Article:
Introduction: DC vs AC
Batteries are everywhere around us; our cars, our MP3 players, our cellphones and laptops. Every portable device needs some source of energy, and that comes from batteries installed inside them.
Batteries are sources of Direct Current electricity (DC). That means, if the output is connected to an oscilloscope so the graph of the voltage is shown, it will be a flat line located at the output volts amount. DC current is way different from the electricity sockets we have in our houses, which provide Alternating Current electricity (AC); in an AC system, the output is constantly switching from positive to negative through a sinusoidal graph with frequency same as the line frequency (60 Hz in the US, 50 Hz in most of Europe, etc.) and magnitude same as the line's voltage (120V for US, 220 or 230V for European countries).
Batteries come in many different sizes, capacities and types; however, technically all batteries share some characteristics which derive from their nature as a DC voltage source. Like any DC source, batteries have a contact which is marked with + and is the receptacle for positive voltage and a - contact where 0 V is applied. Don't let the - tag confuse you, batteries do not have negative voltage; the 0 V receptacle is almost always considered the ground and is connected as ground in DC circuits too. The voltage difference between the + and the - receptacles is what is called the DC Voltage of the battery.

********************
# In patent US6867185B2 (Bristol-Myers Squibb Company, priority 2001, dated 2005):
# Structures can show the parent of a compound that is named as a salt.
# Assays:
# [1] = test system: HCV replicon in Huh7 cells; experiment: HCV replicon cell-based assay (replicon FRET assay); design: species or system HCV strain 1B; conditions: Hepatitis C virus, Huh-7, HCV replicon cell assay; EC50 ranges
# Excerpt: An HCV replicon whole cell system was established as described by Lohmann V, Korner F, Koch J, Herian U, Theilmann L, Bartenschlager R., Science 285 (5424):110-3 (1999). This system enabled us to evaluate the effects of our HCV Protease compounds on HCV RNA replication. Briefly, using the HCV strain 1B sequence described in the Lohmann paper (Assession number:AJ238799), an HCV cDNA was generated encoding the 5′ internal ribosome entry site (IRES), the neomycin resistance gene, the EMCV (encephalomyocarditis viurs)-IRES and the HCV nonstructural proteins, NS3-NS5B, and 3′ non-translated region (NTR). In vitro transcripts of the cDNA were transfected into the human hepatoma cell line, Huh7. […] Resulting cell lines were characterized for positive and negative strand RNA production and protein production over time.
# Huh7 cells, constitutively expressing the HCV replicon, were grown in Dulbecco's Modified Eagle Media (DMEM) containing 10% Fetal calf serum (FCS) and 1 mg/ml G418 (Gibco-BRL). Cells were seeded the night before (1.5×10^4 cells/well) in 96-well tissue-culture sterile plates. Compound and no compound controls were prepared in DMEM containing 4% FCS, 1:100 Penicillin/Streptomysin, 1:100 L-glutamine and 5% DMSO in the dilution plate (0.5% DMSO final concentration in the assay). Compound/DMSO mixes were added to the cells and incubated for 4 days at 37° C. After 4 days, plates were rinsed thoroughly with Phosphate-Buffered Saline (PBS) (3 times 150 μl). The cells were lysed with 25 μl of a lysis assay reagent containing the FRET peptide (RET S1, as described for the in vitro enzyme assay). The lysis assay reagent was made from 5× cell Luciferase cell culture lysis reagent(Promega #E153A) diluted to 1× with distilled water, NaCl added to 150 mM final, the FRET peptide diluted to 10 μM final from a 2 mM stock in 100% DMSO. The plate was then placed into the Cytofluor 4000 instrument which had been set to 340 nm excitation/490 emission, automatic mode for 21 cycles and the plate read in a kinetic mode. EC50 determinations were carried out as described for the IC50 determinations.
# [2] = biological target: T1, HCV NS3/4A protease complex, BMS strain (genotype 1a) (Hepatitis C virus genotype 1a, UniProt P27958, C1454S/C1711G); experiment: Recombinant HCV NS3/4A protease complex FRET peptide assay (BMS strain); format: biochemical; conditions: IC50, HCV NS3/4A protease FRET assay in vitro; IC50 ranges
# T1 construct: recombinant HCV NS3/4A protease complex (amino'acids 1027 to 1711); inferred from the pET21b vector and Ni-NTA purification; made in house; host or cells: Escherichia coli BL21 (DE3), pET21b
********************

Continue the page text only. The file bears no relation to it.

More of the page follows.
Aside voltage, another crucial characteristic of a battery is its capacity, or, put simply, for how long the battery can keep a device operating. Battery capacity is typically measured with Ah, mAh or Wh. Let's show some examples so the units are understood:
A stands for Ampere; one ampere is 1000 mA - ampere is a unit for electrical current.
h stands for hour
The unit Ah indicates for how many hours the battery can supply 1 ampere before it empties. An example:
A 52 Ah battery (if totally full) can provide 52 A for 1 hour, or 26 A for 2 hours or 13 A for 4 hours, etc.
W stands for Watt and is a power unit; power can be calculated when the Volts are multiplied with the Amperes, W= V*I.
As a result, a battery which is rated at say 100 Wh can supply, if full, 100 W for one hour, or 50 W for 2 hours, etc.
Batteries can be connected with each other in multiple ways, to provide different voltages, to have higher capacity or both.
In a series connection, the + contact of a battery is connected with the - contact of another battery, thus forming one "new" battery. In the two ends of this battery (from now on called battery bank) there are one + and one - contact unconnected. These two contacts are the positive and negative pole of the bank. A battery bank which has been formed through series connection has the same capacity (Ah) as the batteries it consists from but its voltage is the sum of the voltages batteries. As you understand, series connection is used when our circuit or appliance needs more voltage than the voltage one battery can supply; supposing you need 48 Volts, you would connect 4 batteries of 12V in series.